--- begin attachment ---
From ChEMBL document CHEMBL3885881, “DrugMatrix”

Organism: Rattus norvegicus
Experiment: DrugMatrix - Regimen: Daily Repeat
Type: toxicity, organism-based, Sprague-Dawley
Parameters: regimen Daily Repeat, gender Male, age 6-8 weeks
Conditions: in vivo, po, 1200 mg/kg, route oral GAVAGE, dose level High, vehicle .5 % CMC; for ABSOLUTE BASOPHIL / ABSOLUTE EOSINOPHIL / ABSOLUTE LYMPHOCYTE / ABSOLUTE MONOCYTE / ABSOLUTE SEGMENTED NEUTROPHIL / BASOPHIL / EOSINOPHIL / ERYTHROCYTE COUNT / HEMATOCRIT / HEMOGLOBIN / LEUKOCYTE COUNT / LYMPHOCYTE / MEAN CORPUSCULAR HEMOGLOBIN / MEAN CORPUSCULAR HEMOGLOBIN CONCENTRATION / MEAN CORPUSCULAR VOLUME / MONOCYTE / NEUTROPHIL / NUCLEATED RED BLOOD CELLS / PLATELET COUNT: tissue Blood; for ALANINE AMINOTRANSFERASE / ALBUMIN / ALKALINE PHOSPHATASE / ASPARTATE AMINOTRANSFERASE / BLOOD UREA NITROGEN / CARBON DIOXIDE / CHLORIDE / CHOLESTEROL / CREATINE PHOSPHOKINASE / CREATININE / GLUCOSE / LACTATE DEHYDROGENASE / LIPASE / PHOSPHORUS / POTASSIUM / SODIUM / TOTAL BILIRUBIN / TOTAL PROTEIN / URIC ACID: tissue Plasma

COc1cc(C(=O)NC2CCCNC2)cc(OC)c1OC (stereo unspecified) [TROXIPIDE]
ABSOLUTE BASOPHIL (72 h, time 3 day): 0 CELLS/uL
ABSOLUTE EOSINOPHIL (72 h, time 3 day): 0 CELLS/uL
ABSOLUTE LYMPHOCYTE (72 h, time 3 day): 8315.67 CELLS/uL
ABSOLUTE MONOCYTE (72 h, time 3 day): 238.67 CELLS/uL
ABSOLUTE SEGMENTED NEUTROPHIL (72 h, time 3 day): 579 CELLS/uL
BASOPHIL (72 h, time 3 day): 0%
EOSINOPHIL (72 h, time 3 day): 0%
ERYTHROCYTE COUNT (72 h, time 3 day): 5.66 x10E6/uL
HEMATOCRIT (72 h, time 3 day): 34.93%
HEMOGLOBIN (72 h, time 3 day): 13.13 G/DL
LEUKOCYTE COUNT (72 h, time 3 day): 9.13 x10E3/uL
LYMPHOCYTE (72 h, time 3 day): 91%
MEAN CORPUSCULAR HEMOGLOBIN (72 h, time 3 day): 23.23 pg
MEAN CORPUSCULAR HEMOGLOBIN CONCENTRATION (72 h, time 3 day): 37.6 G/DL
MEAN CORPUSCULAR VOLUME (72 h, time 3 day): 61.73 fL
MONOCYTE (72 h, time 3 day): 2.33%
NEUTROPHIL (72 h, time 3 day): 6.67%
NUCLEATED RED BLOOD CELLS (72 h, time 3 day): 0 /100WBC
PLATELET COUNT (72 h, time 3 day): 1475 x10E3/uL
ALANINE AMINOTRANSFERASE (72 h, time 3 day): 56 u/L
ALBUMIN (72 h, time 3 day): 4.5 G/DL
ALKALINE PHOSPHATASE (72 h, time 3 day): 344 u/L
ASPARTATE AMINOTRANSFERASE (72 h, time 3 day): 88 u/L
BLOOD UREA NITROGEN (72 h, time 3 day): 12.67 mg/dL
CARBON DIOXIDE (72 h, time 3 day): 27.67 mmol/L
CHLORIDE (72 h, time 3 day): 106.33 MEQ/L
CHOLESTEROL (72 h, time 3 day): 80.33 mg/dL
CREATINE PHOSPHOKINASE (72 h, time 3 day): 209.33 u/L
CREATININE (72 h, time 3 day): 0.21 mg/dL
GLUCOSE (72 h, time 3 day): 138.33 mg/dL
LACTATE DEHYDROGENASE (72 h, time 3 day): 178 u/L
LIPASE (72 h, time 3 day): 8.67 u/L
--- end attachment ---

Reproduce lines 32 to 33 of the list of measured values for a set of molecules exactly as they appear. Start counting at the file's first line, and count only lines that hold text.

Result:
CARBON DIOXIDE (72 h, time 3 day): 27.67 mmol/L
CHLORIDE (72 h, time 3 day): 106.33 MEQ/L